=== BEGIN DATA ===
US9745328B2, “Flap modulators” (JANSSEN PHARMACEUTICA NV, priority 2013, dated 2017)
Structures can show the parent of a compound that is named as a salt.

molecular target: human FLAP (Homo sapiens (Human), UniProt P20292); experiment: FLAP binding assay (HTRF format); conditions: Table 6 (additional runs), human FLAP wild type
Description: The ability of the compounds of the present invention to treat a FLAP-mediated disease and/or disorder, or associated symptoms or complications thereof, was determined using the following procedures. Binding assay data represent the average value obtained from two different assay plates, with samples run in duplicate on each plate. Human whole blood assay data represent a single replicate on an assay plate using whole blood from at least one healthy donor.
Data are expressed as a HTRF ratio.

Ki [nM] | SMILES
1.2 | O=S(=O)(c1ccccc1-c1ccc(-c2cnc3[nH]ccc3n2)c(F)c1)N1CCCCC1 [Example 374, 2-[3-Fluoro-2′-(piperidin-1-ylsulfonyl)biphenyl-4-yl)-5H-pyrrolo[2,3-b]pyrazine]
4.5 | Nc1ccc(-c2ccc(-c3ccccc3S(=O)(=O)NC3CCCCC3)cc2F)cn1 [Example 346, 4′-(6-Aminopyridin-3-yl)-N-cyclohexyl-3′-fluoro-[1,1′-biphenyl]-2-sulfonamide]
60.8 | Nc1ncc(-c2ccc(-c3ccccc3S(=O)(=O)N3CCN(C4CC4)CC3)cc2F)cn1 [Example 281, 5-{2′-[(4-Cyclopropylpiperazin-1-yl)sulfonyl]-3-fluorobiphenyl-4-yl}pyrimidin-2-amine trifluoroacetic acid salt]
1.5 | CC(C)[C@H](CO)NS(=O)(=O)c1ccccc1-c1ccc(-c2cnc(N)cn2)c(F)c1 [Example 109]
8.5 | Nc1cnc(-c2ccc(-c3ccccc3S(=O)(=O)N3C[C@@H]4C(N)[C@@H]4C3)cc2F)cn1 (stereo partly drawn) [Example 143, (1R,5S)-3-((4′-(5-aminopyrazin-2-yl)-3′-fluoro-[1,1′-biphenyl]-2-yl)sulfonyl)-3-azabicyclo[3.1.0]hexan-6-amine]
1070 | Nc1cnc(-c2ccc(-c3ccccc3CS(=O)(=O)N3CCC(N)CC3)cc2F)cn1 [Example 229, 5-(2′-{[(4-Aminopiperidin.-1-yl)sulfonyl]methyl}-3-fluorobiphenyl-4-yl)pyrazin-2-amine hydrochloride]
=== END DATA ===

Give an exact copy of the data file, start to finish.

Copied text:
US9745328B2, “Flap modulators” (JANSSEN PHARMACEUTICA NV, priority 2013, dated 2017)
Structures can show the parent of a compound that is named as a salt.

molecular target: human FLAP (Homo sapiens (Human), UniProt P20292); experiment: FLAP binding assay (HTRF format); conditions: Table 6 (additional runs), human FLAP wild type
Description: The ability of the compounds of the present invention to treat a FLAP-mediated disease and/or disorder, or associated symptoms or complications thereof, was determined using the following procedures. Binding assay data represent the average value obtained from two different assay plates, with samples run in duplicate on each plate. Human whole blood assay data represent a single replicate on an assay plate using whole blood from at least one healthy donor.
Data are expressed as a HTRF ratio.

Ki [nM] | SMILES
1.2 | O=S(=O)(c1ccccc1-c1ccc(-c2cnc3[nH]ccc3n2)c(F)c1)N1CCCCC1 [Example 374, 2-[3-Fluoro-2′-(piperidin-1-ylsulfonyl)biphenyl-4-yl)-5H-pyrrolo[2,3-b]pyrazine]
4.5 | Nc1ccc(-c2ccc(-c3ccccc3S(=O)(=O)NC3CCCCC3)cc2F)cn1 [Example 346, 4′-(6-Aminopyridin-3-yl)-N-cyclohexyl-3′-fluoro-[1,1′-biphenyl]-2-sulfonamide]
60.8 | Nc1ncc(-c2ccc(-c3ccccc3S(=O)(=O)N3CCN(C4CC4)CC3)cc2F)cn1 [Example 281, 5-{2′-[(4-Cyclopropylpiperazin-1-yl)sulfonyl]-3-fluorobiphenyl-4-yl}pyrimidin-2-amine trifluoroacetic acid salt]
1.5 | CC(C)[C@H](CO)NS(=O)(=O)c1ccccc1-c1ccc(-c2cnc(N)cn2)c(F)c1 [Example 109]
8.5 | Nc1cnc(-c2ccc(-c3ccccc3S(=O)(=O)N3C[C@@H]4C(N)[C@@H]4C3)cc2F)cn1 (stereo partly drawn) [Example 143, (1R,5S)-3-((4′-(5-aminopyrazin-2-yl)-3′-fluoro-[1,1′-biphenyl]-2-yl)sulfonyl)-3-azabicyclo[3.1.0]hexan-6-amine]
1070 | Nc1cnc(-c2ccc(-c3ccccc3CS(=O)(=O)N3CCC(N)CC3)cc2F)cn1 [Example 229, 5-(2′-{[(4-Aminopiperidin.-1-yl)sulfonyl]methyl}-3-fluorobiphenyl-4-yl)pyrazin-2-amine hydrochloride]